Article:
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Simon Brook's Minus OneAuthor: Simon Sellars • Mar 8th, 2008 •
MINUS ONE (1991)
Written & directed by: Simon Brook.
Based on the short story by: J.G. Ballard.
Produced by: Susanna Virtanen.
Music: Joshua Zaentz.
Starring: Alfred Hyslop, Paul Ravich, Earl Hagen, Bob Arcaro.
I’m probably biased, but in my estimation Ballard has hardly released a clunker — at least in novel form. Granted, The Wind from Nowhere is even in Ballard’s own analysis, ‘just a piece of hackwork’, knocked off in a matter of weeks to get a foot in the door, but still it has its moments. And the ones the critics loathe — Kingdom Come, say — reflect more the sour prejudice of mainstream media than they do Ballard. I find resonance with Kingdom Come each time I set foot outside my door. How many other 78-year-old novelists can we say that about?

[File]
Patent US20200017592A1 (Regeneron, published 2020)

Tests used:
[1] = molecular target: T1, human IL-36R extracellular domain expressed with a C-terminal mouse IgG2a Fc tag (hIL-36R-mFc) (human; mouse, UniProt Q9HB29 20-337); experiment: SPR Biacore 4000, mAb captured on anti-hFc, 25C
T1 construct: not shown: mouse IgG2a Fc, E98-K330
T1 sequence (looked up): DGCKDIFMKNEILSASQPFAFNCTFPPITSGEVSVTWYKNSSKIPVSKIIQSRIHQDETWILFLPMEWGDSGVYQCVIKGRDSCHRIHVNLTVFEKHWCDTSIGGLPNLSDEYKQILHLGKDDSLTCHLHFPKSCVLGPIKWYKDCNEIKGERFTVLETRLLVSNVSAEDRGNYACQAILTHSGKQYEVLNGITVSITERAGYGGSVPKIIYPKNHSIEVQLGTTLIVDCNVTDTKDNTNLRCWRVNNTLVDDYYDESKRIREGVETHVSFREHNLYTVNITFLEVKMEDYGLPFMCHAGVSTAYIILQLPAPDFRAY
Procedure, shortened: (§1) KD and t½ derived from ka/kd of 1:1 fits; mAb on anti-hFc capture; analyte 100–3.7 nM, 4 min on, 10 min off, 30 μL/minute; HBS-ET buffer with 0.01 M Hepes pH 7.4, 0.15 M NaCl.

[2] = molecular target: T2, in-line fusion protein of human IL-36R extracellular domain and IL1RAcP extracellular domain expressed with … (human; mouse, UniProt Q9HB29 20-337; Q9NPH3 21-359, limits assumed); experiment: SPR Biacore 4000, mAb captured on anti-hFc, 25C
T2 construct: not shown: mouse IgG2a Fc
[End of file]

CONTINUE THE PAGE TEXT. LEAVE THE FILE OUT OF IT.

But if we turn to the short stories it’s a slightly different matter, at least early on. ‘Now: Zero’ (1959), for example, was predicated on a last-sentence twist that was as corny as it was predictable. Ballard was big on the surprise reveal in those days, yet when it paid off the reward was secure. ‘Concentration City’, a classic short published two years before ‘Now Zero’, hinged on the sneak attack of the last line and was all the better for it. Even so, the feeling lingers that Ballard, pre-Atrocity Exhibition, was somewhat inconsistent, reinforced by the fact that ‘The Subliminal Man’, one of his very best stories (either novel or short), came out in 1963, the same year as one of his weakest efforts, ‘Minus One’.